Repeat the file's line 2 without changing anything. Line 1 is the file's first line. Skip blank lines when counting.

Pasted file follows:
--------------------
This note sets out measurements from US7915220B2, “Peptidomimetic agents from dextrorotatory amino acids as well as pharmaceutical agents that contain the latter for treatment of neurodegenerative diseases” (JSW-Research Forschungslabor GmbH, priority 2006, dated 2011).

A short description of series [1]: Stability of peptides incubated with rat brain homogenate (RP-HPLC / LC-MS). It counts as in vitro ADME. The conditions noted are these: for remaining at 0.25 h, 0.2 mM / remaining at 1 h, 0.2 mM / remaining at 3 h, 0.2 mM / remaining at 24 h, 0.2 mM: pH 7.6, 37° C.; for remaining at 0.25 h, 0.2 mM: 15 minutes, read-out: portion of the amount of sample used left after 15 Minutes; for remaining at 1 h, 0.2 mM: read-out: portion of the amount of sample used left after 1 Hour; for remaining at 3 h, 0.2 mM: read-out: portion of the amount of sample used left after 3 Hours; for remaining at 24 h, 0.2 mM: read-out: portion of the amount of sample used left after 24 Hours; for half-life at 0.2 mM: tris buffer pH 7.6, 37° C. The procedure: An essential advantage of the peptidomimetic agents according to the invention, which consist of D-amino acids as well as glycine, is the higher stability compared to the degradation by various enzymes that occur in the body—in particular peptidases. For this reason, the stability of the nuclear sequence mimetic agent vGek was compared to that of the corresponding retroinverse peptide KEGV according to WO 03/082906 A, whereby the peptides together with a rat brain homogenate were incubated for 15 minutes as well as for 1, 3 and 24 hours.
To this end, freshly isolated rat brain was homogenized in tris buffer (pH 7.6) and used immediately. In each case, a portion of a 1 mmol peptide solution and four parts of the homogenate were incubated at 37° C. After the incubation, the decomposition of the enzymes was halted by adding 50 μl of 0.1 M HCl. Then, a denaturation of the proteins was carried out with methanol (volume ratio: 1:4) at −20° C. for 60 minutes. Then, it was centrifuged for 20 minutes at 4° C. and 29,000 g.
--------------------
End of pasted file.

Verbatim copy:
A short description of series [1]: Stability of peptides incubated with rat brain homogenate (RP-HPLC / LC-MS). It counts as in vitro ADME. The conditions noted are these: for remaining at 0.25 h, 0.2 mM / remaining at 1 h, 0.2 mM / remaining at 3 h, 0.2 mM / remaining at 24 h, 0.2 mM: pH 7.6, 37° C.; for remaining at 0.25 h, 0.2 mM: 15 minutes, read-out: portion of the amount of sample used left after 15 Minutes; for remaining at 1 h, 0.2 mM: read-out: portion of the amount of sample used left after 1 Hour; for remaining at 3 h, 0.2 mM: read-out: portion of the amount of sample used left after 3 Hours; for remaining at 24 h, 0.2 mM: read-out: portion of the amount of sample used left after 24 Hours; for half-life at 0.2 mM: tris buffer pH 7.6, 37° C. The procedure: An essential advantage of the peptidomimetic agents according to the invention, which consist of D-amino acids as well as glycine, is the higher stability compared to the degradation by various enzymes that occur in the body—in particular peptidases. For this reason, the stability of the nuclear sequence mimetic agent vGek was compared to that of the corresponding retroinverse peptide KEGV according to WO 03/082906 A, whereby the peptides together with a rat brain homogenate were incubated for 15 minutes as well as for 1, 3 and 24 hours.